Eradication of Helicobacter pylori is expected to prevent the development of gastric cancer.
However, gastric cancer is sometimes discovered after successful eradication of H pylori.
Dr Kamada and colleagues from Japan conducted a prospective study to determine the clinical features of patients who underwent successful eradication and were later diagnosed with gastric cancer.
| Gastric cancer occurred at a rate of 1 % during the follow-up period|
|Alimentary Pharmacology and Therapeutics|
The investigative team included a total of 1787 patients of which 1299 were males and 488 were females with a mean age of 58 years.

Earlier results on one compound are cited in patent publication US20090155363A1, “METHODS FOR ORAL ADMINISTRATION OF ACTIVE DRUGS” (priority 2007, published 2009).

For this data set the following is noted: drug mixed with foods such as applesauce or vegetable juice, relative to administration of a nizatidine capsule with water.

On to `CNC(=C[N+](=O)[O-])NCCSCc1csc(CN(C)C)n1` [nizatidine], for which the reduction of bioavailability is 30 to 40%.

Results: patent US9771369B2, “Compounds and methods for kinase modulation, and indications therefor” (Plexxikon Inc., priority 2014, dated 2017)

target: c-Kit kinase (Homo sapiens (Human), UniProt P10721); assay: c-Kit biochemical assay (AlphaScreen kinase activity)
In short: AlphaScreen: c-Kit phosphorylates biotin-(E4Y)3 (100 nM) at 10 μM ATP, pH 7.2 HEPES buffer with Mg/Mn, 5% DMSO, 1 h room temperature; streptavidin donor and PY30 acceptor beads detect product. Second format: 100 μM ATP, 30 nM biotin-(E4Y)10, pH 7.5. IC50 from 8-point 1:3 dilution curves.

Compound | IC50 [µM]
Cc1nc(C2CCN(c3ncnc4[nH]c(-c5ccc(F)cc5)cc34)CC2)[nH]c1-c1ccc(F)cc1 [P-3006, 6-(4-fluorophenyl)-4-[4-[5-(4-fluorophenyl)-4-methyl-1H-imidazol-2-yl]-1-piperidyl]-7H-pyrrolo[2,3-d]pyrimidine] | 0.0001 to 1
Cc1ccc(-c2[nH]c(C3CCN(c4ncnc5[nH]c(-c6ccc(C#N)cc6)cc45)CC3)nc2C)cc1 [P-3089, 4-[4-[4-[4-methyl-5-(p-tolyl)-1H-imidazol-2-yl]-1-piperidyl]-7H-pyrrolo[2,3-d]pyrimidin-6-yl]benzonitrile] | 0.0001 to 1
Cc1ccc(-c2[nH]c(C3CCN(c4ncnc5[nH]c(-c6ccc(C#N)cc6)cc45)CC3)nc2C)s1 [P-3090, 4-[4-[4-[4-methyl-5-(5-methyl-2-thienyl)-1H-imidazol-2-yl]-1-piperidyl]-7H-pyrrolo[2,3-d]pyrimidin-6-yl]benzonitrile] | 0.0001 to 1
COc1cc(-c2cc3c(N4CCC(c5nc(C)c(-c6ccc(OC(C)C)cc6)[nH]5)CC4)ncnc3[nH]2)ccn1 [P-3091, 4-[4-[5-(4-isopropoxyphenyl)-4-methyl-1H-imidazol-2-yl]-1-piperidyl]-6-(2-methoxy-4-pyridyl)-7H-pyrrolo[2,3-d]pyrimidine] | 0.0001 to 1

The patients underwent successful eradication therapy between 1994 and 2001.
The researchers found that gastric cancer occurred at a rate of 1 % during the follow-up period.
The investigators reported that gastric cancer occurred in 6 % of patients with early gastric cancer after endoscopic resection.
The research team observed that 2 % had gastric ulcer and 0.4 % presented with atrophic gastritis.
The team noted that gastric cancer did not develop in any patient with duodenal ulcer.
All patients with gastric cancer had baseline severe atrophic gastritis in the corpus.
Dr Kamada’s team concludes, “Careful endoscopic examination is necessary even after successful eradication of H pylori in patients with early gastric cancer or gastric ulcer with severe mucosal atrophy in the corpus.”